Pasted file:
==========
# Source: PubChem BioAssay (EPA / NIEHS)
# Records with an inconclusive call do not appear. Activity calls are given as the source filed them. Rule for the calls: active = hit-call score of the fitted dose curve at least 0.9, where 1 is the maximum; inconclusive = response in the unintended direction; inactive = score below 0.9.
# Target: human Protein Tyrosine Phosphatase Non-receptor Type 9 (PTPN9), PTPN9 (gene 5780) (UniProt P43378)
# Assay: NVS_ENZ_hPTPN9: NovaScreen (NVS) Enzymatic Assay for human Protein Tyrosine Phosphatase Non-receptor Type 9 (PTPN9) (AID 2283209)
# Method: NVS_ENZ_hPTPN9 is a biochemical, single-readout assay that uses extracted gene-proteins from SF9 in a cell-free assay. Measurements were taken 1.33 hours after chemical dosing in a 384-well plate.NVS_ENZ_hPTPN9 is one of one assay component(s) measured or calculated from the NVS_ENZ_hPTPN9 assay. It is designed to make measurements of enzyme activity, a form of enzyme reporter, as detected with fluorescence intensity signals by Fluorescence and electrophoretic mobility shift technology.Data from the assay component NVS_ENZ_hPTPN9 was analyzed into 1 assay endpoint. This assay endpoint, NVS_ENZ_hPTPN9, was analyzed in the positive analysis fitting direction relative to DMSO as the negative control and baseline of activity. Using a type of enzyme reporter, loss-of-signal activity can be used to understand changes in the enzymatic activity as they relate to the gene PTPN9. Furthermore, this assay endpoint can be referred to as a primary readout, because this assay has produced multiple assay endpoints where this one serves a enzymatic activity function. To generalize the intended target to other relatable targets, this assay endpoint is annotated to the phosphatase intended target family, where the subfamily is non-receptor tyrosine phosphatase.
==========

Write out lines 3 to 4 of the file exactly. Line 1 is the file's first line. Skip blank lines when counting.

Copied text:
# Target: human Protein Tyrosine Phosphatase Non-receptor Type 9 (PTPN9), PTPN9 (gene 5780) (UniProt P43378)
# Assay: NVS_ENZ_hPTPN9: NovaScreen (NVS) Enzymatic Assay for human Protein Tyrosine Phosphatase Non-receptor Type 9 (PTPN9) (AID 2283209)